Samo: Yeah, it's an important distinction to make, because not every powerful person is a great founder in this sense. They are often people who appropriate or merely direct institutions and organisations that others created. And then at times, if they tried to create an institution, they might not be very good at it. So the big distinction that I would make is that the individuals who can be exceptional - this kind of, like, far-sighted social engineers, I think they are extremely rare. I think they are not just rare in African history, they were in European history and in Asian history but, over time the fruits of their labour accumulate. An example in SouthEast Asia I think would be Lee Kuan Yew. I think that he was an excellent founder of the city-state of Singapore, which was previously a British colony and developed it extremely well. I think in Africa there are some leaders who are definitely worthy of administration, I think that I wrote an article on Botswana for Palladium Magazine where I examined the origin of Botswanan stability and how the royal family of the country actually made extremely good decisions as to how to approach decolonialisation (sic) and so on. And then Paul... I think Paul Kagame deserves, despite his critics and his critics do have a point that he is very much authoritarian in a way, I think he's done a remarkably good job of both developing Rwanda and healing the deep social wounds that the Rwandan genocide caused in the 1990s. And I can certainly relate to that because the 1990s was also the period where - you know, I'm originally from Slovenia, it's a country in the former Yugoslavia - that country was also torn apart, right? So this kind of, like, tearing apart of societies, I think that can be done by almost anyone. The building together of societies, the re-creation of them, the healing of them, the transformation of them, that is very very rare. So I think that that would be the big distinction.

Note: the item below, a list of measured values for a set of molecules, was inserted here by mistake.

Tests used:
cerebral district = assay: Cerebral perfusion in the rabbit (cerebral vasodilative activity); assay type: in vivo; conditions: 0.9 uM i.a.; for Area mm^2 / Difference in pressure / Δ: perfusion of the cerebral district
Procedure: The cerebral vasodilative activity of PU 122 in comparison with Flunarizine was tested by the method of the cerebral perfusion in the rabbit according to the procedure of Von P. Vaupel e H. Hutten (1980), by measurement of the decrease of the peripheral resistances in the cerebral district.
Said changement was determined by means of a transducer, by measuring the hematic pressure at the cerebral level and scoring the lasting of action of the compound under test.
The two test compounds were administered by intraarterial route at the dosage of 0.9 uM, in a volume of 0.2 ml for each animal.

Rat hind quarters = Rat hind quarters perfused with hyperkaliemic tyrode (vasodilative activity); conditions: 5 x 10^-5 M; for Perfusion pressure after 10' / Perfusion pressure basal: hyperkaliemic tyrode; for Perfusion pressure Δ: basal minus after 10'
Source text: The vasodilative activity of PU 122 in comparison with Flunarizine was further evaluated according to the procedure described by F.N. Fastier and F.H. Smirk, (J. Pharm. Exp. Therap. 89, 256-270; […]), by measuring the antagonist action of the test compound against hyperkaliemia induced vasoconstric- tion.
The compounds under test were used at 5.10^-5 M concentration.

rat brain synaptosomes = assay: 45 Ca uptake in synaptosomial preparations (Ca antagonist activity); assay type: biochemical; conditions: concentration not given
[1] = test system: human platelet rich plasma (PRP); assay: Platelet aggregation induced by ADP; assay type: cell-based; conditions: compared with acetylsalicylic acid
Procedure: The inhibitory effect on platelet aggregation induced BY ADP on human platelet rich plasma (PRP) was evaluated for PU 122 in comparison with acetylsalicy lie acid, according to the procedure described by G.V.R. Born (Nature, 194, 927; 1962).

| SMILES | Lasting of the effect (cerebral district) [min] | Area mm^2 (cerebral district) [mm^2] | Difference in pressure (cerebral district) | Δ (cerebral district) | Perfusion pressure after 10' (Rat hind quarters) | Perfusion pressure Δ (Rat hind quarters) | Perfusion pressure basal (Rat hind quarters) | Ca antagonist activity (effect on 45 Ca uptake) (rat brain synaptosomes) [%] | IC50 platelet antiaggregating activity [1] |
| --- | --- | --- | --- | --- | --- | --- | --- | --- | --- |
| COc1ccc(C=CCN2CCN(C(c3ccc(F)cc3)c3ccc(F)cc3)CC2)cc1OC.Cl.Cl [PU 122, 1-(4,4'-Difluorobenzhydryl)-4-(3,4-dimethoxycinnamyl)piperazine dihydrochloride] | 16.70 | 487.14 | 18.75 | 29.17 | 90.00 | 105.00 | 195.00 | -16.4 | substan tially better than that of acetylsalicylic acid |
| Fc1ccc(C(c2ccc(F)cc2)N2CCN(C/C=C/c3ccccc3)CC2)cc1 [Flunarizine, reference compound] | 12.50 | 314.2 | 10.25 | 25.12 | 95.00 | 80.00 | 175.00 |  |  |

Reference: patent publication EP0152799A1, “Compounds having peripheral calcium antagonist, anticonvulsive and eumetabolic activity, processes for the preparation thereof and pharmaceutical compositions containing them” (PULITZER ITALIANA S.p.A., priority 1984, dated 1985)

Tobi: Yeah. One issue that you've written extensively about is succession, and...

Samo: Uh-hmm.

Tobi: This is a very important problem with institutions and leaders and founders as well. Two examples: you talked about Kagame...

Samo: Hmm hmm.

Tobi: I've always found Kagame interesting because Rwanda seems to be in an equilibrium where Kagame does not really trust anybody as a successor, so that's why he's been in power for so long. Some of his speeches, some of the analysis that comes from...[trails off]. It seems like he sees himself as probably the only credible custodian of that healing process, from that horrible experience; and also in Nigeria here we had a very good example when we transitioned to democracy in 1999 and we had a president who had a particularly good second term in office. There were economic reforms, and there was growth. There was some form of shared prosperity in the society and he wanted a third term because he could not trust anybody, even within a system that he built or that was built around him. So explain to us - how important is the succession problem and how do civilizations and societies that have managed that problem really well, how did they do it?